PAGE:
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Cornell Glen looks glum. He's tired and sleepy and mumbles something in the affirmative when asked whether he's still in a different time zone and the jet lag hasn't worn off yet.

Words like "opportunity", "challenge", "exciting" and "furthering my career" come up a lot in his early replies and even though he claims, at 31, he really wanted to come to India to ply his footballing trade, his eyes tell you he wished he were elsewhere at the moment.

Having only just landed in India as Shillong Lajong's foreign signing for the coming season, the ex-World Cupper from Trinidad and Tobago is the second Caribbean footballer after Dempo's Densill Theobald to sign up for India's I-League. The striker seems to easily fit the idea of the footballing nomad - one of the millions of professionals unafraid to try out their skills in the various leagues of the world.

Having played for a clutch of clubs in his home league of Trinidad and Tobago, Portugal and the US in a decade-long career, today he finds himself headed to India's northeast in a one-year stint helped by Libero Sports. Glen admits he doesn't know much about the nature of the game here. "It's going to be a challenge in terms of culture, it's going to be a challenge in terms of the style of play," he says. But like many of the faceless pros in the middling leagues of the world, there's a little back story to Glen too.

Not long ago, his working class national team had a brief brush with the swish set when they rubbed shoulders with the multi-millionaires of England led by David Beckham, the celebrity footballer who represents the other end of global football's spectrum.

At the 2006 World Cup in Germany, debutants Trinidad and Tobago, buoyed on by an opening draw against Sweden and clutching their burgeoning ambition close to their chests, ran England ragged in the group stages. Only late goals from Peter Crouch and Steven Gerrard saved England the blushes. But coming on as a substitute, Glen caught the attention as he ran rings around Ashley Cole. Asked if Cole would recognize him today, Glen breaks out into a laugh. "No," he says, "But it is a good story to tell. Everyone who has ever held a Trinidad and Tobago passport wanted to be part of the World Cup. We were lucky to be the generation that did it."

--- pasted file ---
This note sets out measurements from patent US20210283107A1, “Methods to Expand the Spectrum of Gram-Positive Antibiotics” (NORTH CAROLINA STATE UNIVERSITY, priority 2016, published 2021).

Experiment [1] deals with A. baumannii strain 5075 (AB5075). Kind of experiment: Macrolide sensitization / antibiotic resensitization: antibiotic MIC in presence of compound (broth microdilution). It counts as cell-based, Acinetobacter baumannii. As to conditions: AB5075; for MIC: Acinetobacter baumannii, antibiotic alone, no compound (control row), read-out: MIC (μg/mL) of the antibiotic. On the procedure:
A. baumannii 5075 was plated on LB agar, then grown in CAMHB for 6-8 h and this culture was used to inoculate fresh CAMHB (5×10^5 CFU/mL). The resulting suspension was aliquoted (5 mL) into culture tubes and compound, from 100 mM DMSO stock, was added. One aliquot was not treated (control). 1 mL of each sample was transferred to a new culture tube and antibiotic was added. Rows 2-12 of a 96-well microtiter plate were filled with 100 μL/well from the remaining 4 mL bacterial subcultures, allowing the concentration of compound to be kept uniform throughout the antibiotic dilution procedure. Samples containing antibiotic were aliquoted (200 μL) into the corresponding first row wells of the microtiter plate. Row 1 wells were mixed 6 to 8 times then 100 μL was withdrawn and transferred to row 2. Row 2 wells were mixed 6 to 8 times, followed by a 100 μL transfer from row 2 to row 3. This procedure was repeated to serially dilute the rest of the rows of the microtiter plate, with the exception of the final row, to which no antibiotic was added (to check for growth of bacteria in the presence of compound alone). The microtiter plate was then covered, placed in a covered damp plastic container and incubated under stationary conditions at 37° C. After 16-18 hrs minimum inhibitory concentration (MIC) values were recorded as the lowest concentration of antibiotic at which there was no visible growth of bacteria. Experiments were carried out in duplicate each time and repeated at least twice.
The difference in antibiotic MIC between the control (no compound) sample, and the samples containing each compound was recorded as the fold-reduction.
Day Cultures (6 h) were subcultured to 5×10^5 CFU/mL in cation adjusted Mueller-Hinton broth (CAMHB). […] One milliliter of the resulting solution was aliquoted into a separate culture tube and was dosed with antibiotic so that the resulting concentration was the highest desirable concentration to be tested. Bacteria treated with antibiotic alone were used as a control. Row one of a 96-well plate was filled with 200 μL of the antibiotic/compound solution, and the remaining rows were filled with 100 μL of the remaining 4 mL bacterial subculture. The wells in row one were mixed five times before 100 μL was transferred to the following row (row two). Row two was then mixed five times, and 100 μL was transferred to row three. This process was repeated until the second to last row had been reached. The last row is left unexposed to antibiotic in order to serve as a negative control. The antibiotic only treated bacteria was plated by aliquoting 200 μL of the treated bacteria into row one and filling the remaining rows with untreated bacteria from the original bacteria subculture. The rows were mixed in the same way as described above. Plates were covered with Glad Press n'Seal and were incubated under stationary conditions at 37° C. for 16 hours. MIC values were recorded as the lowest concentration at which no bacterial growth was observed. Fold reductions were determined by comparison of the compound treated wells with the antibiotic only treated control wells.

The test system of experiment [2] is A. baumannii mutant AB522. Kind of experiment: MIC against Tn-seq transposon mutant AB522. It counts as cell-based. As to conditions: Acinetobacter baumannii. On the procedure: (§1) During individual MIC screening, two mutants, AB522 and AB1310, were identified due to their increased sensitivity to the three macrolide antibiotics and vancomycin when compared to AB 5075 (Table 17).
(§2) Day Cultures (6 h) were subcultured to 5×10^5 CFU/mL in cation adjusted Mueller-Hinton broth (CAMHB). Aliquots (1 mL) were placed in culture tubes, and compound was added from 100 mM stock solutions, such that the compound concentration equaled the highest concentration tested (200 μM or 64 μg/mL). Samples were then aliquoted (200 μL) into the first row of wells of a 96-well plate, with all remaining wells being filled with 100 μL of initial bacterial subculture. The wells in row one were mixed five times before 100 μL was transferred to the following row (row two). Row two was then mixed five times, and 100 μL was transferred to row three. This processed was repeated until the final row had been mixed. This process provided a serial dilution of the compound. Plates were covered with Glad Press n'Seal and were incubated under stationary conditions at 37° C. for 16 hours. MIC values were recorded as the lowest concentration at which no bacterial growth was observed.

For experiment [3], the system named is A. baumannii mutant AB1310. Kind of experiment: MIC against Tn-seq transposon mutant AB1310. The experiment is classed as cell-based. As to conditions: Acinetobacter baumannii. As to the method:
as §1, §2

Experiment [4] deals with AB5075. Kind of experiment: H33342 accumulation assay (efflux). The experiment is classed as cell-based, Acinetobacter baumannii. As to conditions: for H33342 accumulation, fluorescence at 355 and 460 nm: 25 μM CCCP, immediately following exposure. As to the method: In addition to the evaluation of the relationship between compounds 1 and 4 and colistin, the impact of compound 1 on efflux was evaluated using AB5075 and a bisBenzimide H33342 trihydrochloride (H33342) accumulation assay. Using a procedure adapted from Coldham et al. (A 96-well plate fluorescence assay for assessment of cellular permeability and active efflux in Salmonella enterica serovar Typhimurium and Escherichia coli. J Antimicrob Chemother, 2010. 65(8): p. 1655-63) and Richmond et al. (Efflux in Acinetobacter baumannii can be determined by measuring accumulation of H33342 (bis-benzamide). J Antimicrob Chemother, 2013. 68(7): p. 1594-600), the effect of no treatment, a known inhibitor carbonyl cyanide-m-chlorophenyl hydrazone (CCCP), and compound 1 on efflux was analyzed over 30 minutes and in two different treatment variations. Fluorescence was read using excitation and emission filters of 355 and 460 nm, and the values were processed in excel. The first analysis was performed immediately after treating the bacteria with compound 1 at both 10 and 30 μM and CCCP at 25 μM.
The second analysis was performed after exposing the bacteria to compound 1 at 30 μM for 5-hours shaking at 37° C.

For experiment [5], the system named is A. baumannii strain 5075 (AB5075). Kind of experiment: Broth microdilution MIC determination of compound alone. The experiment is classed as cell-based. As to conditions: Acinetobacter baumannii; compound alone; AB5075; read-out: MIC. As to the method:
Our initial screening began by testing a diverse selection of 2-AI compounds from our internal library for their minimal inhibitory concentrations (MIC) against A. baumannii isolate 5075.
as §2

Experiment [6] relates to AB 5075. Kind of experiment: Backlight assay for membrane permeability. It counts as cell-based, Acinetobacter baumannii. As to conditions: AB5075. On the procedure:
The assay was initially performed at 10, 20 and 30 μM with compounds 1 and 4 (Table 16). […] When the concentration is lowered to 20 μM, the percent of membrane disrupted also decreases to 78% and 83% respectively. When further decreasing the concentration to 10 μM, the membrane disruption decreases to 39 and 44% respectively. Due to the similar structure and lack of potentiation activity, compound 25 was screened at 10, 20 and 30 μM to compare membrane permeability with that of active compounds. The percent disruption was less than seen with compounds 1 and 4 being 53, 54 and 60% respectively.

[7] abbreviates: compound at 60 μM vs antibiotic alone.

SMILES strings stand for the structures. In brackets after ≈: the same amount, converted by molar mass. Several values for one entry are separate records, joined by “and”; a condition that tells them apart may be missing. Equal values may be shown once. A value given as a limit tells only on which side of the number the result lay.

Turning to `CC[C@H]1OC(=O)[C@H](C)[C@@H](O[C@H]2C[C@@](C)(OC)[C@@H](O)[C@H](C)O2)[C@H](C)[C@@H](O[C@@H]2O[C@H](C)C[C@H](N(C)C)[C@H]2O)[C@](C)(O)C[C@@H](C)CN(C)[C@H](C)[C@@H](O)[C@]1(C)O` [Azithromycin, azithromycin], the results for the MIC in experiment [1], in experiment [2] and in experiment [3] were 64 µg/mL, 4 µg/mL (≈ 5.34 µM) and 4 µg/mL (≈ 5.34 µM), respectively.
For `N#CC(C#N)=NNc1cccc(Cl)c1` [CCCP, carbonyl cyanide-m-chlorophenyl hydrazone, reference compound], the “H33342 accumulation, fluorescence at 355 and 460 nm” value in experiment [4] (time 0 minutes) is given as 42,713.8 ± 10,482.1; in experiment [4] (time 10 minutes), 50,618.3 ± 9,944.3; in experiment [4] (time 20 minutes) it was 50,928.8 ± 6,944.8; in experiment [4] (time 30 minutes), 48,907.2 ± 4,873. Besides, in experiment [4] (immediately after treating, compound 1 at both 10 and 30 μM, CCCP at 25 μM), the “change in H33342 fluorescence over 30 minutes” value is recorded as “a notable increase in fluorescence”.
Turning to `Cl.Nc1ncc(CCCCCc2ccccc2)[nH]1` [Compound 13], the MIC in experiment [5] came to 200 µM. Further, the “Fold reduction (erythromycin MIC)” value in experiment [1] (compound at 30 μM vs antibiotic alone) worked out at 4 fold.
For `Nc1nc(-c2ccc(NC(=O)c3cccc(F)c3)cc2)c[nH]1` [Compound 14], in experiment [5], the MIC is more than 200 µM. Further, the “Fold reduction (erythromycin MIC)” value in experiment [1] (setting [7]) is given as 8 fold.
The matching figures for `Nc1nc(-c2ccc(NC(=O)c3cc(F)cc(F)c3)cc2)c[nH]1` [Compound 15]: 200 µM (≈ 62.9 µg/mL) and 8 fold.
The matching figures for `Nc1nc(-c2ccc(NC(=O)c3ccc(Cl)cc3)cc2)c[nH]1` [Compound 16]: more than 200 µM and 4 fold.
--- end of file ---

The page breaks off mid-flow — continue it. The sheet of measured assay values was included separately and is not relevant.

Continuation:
Despite knowing little about 'home' conditions here, Glen has an inkling of the developments in the Indian game today. It helps that as a West Indian, he is only too aware of the impact the IPL has had on their cricket and the cricketers.

"You do not know what you have until you give it a try," he diplomatically places the idea of the IPL-style football league in context.

"No international footballer would ever want to play only two months of a season. That would be effectively finishing off his international chances.

"Maybe the idea makes sense financially," he continues, adding, "But if a player gets injured playing a smaller league, no established club is going to accept that."